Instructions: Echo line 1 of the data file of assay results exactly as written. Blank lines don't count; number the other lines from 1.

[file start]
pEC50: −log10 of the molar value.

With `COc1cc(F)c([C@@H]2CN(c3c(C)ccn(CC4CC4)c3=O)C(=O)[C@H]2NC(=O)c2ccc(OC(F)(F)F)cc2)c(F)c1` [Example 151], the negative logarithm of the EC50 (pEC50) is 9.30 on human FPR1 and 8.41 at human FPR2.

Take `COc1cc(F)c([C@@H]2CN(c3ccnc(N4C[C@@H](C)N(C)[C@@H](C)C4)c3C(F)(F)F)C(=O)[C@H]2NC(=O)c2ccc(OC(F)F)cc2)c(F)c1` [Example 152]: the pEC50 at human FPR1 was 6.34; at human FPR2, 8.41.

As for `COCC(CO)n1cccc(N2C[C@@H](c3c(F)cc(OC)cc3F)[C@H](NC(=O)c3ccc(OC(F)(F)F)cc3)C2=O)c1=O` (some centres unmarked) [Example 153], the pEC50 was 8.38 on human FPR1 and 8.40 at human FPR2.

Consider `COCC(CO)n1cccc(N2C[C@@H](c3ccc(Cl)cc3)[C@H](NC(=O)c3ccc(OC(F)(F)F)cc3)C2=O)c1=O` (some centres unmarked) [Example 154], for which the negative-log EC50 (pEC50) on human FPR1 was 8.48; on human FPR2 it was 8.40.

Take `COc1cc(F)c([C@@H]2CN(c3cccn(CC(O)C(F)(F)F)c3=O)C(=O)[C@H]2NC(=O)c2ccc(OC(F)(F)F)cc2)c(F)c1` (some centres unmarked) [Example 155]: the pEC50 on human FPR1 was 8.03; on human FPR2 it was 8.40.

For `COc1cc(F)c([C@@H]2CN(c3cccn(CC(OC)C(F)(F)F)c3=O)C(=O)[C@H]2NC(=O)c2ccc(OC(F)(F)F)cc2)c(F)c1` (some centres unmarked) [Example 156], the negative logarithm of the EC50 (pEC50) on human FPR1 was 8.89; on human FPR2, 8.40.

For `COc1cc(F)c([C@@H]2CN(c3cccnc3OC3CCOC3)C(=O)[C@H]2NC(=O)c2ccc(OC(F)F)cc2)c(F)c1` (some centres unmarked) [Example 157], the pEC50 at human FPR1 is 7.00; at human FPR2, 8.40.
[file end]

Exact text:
pEC50: −log10 of the molar value.